As a practical chronometer time-base my tuning fork has one potentially fatal defect. The fixed resonator frequency is not easily adjusted. A simpler feedback oscillator arrangement offers the possibility of fine-tuning the oscillator frequency by varying the phase of the drive signal in the feedback loop. It might be possible to gain some control over the  oscillator frequency by introducing a time-delay in my Matlock-Collins drive pulse. Simply varying the pulse-width of the drive might produce some slight change in the oscillator frequency as well. Although my tuning fork is currently operating at 1600Hz so far as my bench frequency counter is concerned, that measurement is far too approximate for time-keeping purposes. It remains to be seen how closely my Philamon tuning fork has been factory-adjusted to 1600Hz. 

Aside from this worry, my Matlock-Collins tuning fork emulation appears to be working quite well. Adjusting the 555 timer potentiometer results in well-behaved discrete jumps in the frequency division ratio. I've watched the circuit work stably at an 80 to 1 ratio. Of course, as the division ratio increases so the accuracy required of the 555 timer circuit is increased. However, the operation is quite robust at the normal division ratio of 32 to 1.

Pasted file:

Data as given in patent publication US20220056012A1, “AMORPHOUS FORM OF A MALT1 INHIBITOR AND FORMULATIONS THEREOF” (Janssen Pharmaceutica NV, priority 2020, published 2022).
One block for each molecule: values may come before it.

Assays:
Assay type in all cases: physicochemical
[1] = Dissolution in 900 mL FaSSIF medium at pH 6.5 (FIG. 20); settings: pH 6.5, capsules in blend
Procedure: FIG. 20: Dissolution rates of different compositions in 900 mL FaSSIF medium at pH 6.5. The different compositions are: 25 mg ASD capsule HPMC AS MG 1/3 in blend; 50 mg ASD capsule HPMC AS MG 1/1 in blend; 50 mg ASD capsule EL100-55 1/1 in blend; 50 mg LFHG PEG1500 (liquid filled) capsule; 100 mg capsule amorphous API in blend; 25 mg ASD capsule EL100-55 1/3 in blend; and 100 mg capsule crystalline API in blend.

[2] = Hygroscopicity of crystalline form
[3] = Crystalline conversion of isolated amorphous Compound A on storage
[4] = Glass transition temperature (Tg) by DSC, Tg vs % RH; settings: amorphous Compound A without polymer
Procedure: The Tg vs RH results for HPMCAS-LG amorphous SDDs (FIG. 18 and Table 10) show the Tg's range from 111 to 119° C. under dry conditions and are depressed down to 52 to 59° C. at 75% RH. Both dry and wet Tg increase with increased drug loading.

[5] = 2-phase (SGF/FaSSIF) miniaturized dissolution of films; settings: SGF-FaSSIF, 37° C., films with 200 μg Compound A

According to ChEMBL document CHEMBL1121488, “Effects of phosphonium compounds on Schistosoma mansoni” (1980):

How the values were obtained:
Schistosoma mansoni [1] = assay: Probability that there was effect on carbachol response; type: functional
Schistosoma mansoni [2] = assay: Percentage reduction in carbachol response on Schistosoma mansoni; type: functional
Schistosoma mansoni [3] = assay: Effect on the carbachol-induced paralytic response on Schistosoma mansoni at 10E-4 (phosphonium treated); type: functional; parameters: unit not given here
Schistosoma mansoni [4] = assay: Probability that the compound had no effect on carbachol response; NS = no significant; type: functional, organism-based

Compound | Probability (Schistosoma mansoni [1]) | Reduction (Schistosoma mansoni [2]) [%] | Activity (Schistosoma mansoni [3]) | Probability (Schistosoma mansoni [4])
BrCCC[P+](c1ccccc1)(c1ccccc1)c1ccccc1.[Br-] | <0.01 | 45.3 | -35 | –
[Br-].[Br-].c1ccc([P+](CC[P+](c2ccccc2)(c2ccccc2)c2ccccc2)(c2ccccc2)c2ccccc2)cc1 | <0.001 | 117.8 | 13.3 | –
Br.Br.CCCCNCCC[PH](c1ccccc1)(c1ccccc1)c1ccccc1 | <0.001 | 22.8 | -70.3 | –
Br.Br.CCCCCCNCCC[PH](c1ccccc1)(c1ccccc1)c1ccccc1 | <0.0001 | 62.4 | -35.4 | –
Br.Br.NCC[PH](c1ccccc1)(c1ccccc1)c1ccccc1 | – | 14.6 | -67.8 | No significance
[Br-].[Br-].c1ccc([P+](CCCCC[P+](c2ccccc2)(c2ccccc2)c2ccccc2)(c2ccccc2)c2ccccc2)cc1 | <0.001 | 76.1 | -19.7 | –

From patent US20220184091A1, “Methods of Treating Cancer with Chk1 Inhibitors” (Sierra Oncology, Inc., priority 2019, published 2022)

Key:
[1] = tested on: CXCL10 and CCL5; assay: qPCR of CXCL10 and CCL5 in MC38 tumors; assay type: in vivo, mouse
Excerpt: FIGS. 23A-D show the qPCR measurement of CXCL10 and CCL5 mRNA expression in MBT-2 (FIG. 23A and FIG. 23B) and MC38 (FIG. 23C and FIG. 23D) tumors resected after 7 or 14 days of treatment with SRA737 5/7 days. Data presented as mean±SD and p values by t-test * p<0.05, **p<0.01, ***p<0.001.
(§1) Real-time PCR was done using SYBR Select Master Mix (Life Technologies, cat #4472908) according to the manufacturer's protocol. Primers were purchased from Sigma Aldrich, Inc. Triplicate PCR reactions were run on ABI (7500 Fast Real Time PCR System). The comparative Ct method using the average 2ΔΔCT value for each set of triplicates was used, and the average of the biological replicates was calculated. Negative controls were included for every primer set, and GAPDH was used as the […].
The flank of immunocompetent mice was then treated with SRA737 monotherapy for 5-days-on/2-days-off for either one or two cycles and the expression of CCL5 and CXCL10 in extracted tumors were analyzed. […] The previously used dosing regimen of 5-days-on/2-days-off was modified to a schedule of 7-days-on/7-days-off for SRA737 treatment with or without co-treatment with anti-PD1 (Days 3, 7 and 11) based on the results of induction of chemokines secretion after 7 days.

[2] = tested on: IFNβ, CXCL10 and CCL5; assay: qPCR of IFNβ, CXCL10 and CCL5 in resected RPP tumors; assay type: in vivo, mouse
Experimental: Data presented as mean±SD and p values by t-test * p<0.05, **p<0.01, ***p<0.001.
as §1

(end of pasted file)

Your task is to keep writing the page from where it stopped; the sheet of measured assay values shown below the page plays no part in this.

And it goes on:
By the way, if the signal output were taken at the resonator one could think of this circuit as a shock-excitation type frequency multiplier (similar to the frequency multiplier used in my Bell Ringer radio transceiver, for example).

Here's a sketch of my circuit.


The signal at the sense coil is shown on top, the drive pulses are at the bottom.


Here's my bread-boarded circuit along with the tuning fork.

 

1 comment:

  1. Michael:

    GREAT STUFF. PLS give me an e-mail at k7sz@live.com (again) and we'll talke about a project I have on the horizon.

    How does one approporiate/steal/glom-on-to/or otherwise procure a couple of those Russian pencil toobs????? Having cut my teeth on vacuum tubes this seems like a worthy quest!!

    vy 73Rich K7SZ